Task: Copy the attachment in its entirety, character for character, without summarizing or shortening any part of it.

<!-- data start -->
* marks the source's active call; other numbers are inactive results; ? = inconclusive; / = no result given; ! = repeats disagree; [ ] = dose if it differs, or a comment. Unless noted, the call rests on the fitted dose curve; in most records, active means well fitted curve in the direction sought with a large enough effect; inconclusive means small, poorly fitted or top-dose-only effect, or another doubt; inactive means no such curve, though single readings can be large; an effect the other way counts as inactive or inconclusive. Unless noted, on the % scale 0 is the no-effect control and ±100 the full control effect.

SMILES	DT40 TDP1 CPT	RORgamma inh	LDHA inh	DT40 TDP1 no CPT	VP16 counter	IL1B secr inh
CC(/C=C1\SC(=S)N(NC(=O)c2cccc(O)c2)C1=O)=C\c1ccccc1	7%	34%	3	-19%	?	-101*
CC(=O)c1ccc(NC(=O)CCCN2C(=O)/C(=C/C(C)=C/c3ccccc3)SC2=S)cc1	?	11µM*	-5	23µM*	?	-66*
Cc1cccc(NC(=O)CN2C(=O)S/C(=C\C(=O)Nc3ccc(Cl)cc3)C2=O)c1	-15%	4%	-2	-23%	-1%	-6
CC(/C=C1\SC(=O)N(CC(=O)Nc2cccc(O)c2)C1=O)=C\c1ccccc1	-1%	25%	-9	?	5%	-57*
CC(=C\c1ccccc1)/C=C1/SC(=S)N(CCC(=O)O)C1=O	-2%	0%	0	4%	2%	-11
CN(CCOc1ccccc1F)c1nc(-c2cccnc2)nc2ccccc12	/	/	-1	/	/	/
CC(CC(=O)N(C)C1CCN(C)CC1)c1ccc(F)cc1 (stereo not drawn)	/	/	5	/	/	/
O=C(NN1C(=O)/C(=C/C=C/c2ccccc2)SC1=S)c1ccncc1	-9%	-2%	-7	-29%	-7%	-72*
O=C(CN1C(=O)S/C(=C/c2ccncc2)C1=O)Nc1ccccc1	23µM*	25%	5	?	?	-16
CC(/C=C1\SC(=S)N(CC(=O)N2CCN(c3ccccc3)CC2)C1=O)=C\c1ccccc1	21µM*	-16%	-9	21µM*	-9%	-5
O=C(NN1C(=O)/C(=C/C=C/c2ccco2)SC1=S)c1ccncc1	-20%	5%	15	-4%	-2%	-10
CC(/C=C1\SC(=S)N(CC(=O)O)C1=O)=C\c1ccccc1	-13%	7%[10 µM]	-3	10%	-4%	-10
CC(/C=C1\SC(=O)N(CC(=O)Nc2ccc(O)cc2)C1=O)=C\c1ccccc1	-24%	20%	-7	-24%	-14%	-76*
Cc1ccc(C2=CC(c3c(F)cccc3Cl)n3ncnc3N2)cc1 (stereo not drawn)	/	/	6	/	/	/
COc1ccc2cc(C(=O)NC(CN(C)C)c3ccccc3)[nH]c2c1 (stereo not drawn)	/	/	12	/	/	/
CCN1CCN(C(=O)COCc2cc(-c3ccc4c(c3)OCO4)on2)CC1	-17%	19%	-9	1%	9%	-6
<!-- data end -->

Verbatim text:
* marks the source's active call; other numbers are inactive results; ? = inconclusive; / = no result given; ! = repeats disagree; [ ] = dose if it differs, or a comment. Unless noted, the call rests on the fitted dose curve; in most records, active means well fitted curve in the direction sought with a large enough effect; inconclusive means small, poorly fitted or top-dose-only effect, or another doubt; inactive means no such curve, though single readings can be large; an effect the other way counts as inactive or inconclusive. Unless noted, on the % scale 0 is the no-effect control and ±100 the full control effect.

SMILES	DT40 TDP1 CPT	RORgamma inh	LDHA inh	DT40 TDP1 no CPT	VP16 counter	IL1B secr inh
CC(/C=C1\SC(=S)N(NC(=O)c2cccc(O)c2)C1=O)=C\c1ccccc1	7%	34%	3	-19%	?	-101*
CC(=O)c1ccc(NC(=O)CCCN2C(=O)/C(=C/C(C)=C/c3ccccc3)SC2=S)cc1	?	11µM*	-5	23µM*	?	-66*
Cc1cccc(NC(=O)CN2C(=O)S/C(=C\C(=O)Nc3ccc(Cl)cc3)C2=O)c1	-15%	4%	-2	-23%	-1%	-6
CC(/C=C1\SC(=O)N(CC(=O)Nc2cccc(O)c2)C1=O)=C\c1ccccc1	-1%	25%	-9	?	5%	-57*
CC(=C\c1ccccc1)/C=C1/SC(=S)N(CCC(=O)O)C1=O	-2%	0%	0	4%	2%	-11
CN(CCOc1ccccc1F)c1nc(-c2cccnc2)nc2ccccc12	/	/	-1	/	/	/
CC(CC(=O)N(C)C1CCN(C)CC1)c1ccc(F)cc1 (stereo not drawn)	/	/	5	/	/	/
O=C(NN1C(=O)/C(=C/C=C/c2ccccc2)SC1=S)c1ccncc1	-9%	-2%	-7	-29%	-7%	-72*
O=C(CN1C(=O)S/C(=C/c2ccncc2)C1=O)Nc1ccccc1	23µM*	25%	5	?	?	-16
CC(/C=C1\SC(=S)N(CC(=O)N2CCN(c3ccccc3)CC2)C1=O)=C\c1ccccc1	21µM*	-16%	-9	21µM*	-9%	-5
O=C(NN1C(=O)/C(=C/C=C/c2ccco2)SC1=S)c1ccncc1	-20%	5%	15	-4%	-2%	-10
CC(/C=C1\SC(=S)N(CC(=O)O)C1=O)=C\c1ccccc1	-13%	7%[10 µM]	-3	10%	-4%	-10
CC(/C=C1\SC(=O)N(CC(=O)Nc2ccc(O)cc2)C1=O)=C\c1ccccc1	-24%	20%	-7	-24%	-14%	-76*
Cc1ccc(C2=CC(c3c(F)cccc3Cl)n3ncnc3N2)cc1 (stereo not drawn)	/	/	6	/	/	/
COc1ccc2cc(C(=O)NC(CN(C)C)c3ccccc3)[nH]c2c1 (stereo not drawn)	/	/	12	/	/	/
CCN1CCN(C(=O)COCc2cc(-c3ccc4c(c3)OCO4)on2)CC1	-17%	19%	-9	1%	9%	-6